Ukrainian army sergeant Volodymyr Kozak who was one of those whom the group of Russian regulars surrendered told later,

“[According to the captured regulars,] they were sent to drills in the Rostov Oblast. Overnight from 23 to 24 August, they crossed the Ukrainian border. That morning, their detachment came under fire in a woodline three kilometers away from Kuteinykove [Ukraine]. Their airborne assault vehicle (BMD) was destroyed, one of them was lightly wounded, two more killed. As they lost their equipment and communications, they wandered searching for medical aid,” told Kozak.

On the same day, the Ukrainian troops evacuated the prisoners, unprepared for defense, from the rear village of Dzerkalne. In the next morning, the village fell to a Russian formation reportedly armed with tanks, BMDs, and Nona self-propelled mortars. Ukrainian militaries fell prisoner and, Mr. Kozak stressed,

“Russian officers asked us where we placed the captured paratroopers, they were searching for them. But we moved fast, since we had realized that they may come to get them. I spent 17 days in captivity, then I was handed over to our [troops].”

MT-LB driver and two troopers

Amid the Battle of Ilovaisk on 26 August 2014, Ukrainian artillery destroyed a Russian convoy. As a result, the survivors – the driver of an MT-LB, an auxiliary armored vehicle, and two more paratroopers – surrendered:

  • Aleksandr Desyatov, a driver from 8th separate motor-rifle brigade based in Borzoi, Chechnya;
  • Junior sergeant Ruslan Akhmetov from the 31st separate air assault brigade based in Ulyanovsk;
  • Senior Sergeant Arseniy Ilmitov from the same Russian 31st brigade.

A few days later, on 29 August, Ukrainian Col. Mykhaylo Kovalskyi exchanged Ruslan Akhmetov for more than 60 Ukrainian PoWs, however, he was taken prisoner himself in the exchange and spent 10 days as a captive.


Private Pyotr Khokhlov. Screenshot: FB/ ~

Private Pyotr Khokhlov. Screenshot: FB/

On 27 August 2014, the Security Service of Ukraine (SBU) captured Private Pyotr Khokhlov, a private soldier of Russia’s 9th separate motor-rifle brigade (based in Nizhniy Novgorod) in Luhansk Oblast. In his confession, he tells how his military unit was deployed to Rostov Oblast and then prepared to hand over Russian military equipment to “Donbas militants” – the serial numbers were removed from the vehicles and weapons. Khokhlov with his comrade-in-arms defected and crossed the Ukrainian border intending to enlist in the militia and receive 150,000 RUB a month (about $2,500 in late 2014).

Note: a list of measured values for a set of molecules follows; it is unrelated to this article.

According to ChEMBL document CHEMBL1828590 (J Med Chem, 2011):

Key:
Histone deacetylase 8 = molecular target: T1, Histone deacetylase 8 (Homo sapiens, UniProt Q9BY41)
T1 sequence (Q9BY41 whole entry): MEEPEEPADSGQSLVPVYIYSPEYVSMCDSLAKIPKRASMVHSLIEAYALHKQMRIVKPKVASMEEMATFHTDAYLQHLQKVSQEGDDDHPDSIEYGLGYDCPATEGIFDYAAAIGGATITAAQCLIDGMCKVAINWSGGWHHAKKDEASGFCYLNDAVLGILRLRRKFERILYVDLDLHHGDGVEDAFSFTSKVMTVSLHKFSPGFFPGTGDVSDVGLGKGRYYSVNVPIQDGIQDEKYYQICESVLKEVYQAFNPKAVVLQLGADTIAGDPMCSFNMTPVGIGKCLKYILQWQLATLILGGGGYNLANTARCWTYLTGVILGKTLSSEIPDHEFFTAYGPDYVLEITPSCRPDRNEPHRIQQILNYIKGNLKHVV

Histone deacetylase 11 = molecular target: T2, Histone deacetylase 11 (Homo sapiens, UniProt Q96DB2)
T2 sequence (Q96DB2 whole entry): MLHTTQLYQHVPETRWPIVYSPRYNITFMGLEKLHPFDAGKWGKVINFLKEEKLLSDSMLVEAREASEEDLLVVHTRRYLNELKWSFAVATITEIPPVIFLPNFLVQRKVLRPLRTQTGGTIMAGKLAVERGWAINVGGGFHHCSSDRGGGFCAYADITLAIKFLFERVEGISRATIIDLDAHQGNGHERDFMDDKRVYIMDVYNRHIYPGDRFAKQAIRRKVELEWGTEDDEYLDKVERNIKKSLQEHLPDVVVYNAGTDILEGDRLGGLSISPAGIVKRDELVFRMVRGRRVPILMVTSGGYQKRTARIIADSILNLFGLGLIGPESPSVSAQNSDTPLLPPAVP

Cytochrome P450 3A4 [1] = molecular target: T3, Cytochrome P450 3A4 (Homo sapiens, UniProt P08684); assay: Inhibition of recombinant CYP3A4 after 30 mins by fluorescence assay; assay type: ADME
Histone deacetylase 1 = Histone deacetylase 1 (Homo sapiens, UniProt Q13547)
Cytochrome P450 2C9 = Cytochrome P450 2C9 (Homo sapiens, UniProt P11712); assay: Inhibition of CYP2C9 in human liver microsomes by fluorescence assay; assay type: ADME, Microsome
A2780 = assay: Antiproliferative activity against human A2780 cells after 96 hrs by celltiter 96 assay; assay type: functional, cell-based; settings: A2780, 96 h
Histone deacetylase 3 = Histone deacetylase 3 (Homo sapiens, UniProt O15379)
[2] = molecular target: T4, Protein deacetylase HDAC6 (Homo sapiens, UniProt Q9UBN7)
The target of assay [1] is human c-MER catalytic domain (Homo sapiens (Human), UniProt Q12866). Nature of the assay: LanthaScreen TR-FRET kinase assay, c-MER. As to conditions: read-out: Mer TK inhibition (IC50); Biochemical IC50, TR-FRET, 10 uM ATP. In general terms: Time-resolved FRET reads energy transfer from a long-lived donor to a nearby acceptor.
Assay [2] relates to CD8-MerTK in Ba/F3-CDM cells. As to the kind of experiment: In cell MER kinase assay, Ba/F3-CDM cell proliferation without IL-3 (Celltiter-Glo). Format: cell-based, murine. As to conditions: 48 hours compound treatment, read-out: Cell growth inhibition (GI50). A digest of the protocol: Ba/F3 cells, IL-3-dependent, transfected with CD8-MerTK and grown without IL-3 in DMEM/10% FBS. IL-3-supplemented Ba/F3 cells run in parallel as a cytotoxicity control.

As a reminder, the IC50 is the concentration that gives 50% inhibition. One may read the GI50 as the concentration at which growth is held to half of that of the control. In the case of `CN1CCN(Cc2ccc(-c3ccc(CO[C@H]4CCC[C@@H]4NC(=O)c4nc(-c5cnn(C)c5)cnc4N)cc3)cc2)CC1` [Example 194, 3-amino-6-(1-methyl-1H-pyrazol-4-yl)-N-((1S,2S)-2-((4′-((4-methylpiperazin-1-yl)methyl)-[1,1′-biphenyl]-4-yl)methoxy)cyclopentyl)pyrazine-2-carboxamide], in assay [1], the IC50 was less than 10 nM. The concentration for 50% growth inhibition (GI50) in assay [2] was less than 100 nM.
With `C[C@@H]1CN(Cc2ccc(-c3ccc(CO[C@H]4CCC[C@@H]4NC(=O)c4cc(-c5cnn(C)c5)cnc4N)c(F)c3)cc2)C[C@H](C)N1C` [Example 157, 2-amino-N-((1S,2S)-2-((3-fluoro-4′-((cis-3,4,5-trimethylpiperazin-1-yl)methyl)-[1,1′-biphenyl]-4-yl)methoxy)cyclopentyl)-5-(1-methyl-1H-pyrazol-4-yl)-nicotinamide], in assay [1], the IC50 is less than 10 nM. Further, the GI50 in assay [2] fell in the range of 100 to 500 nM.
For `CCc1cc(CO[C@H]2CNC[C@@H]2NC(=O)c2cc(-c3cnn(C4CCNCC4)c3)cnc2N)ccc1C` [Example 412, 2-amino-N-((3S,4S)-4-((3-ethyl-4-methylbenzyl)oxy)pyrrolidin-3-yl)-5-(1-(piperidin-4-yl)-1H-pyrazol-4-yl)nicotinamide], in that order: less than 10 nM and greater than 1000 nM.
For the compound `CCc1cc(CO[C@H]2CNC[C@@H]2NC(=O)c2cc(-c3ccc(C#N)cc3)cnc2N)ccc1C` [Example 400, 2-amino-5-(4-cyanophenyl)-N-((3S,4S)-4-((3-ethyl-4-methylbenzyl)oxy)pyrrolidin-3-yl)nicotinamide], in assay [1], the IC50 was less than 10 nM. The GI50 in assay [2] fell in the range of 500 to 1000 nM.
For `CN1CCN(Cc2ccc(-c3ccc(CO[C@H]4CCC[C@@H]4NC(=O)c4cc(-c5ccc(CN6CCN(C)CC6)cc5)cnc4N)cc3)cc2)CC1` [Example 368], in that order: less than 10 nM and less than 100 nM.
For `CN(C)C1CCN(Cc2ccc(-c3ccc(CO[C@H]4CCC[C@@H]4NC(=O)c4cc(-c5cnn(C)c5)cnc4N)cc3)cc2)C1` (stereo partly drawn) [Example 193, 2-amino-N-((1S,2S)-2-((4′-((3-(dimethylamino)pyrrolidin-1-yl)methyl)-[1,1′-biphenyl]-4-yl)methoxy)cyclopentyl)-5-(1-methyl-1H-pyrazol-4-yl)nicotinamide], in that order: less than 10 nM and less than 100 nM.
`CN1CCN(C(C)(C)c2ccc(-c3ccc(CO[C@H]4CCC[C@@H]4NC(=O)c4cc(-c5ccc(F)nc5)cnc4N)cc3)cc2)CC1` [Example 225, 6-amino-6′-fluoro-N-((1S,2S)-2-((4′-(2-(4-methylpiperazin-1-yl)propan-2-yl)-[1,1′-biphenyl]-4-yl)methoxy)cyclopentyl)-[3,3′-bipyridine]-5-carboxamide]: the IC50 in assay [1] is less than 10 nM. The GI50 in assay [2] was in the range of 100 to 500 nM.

However, the first paramilitary they met in the occupied part of Ukraine detained them. Khokhlov describes how he was questioned by a number of “Russian officers” while in detainment in Novosvetlivka and Luhansk. Later, according to Khokhlov, he heard on the radio that an offensive started and was sent to the front, but was ambushed and detained by Ukrainian servicemen.

Khokhlov’s unit wasn’t directly involved in fighting at the moment he defected, however, his confession sheds light on how the Russian paramilitary units were supplied by the Russian regular military formations from Russian territory. As well, he mentions the presence of Russian regular officers in Ukrainian territory.

Four more near Ilovaisk

On 29 August 2014, the Ukrainian servicemen of the “Donbas” volunteer battalion captured four Russian regulars near the village of Chervonosilske in the area of Ilovaisk.

Later, the SBU shared the video of them being questioned by the “Donbas” on the scene. The prisoners call what is supposed to be their names and numbers of their military units. Ukrainian OSINT sleuths disclosed their real identities by the social profiles of the servicemen and identified more of their comrades-in-arms who also participated in the invasion.

The four were:

  • Ivan Badanin from the 6th separate tank brigade (based in Mulino, Nizhniy Novgorod Oblast);
  • Yevgeniy Chernov (6th brigade);
  • Nikita Terskikh from the 31st separate air assault brigade based in Ulyanovsk;
  • Yevgeniy Sardaryan (31st brigade).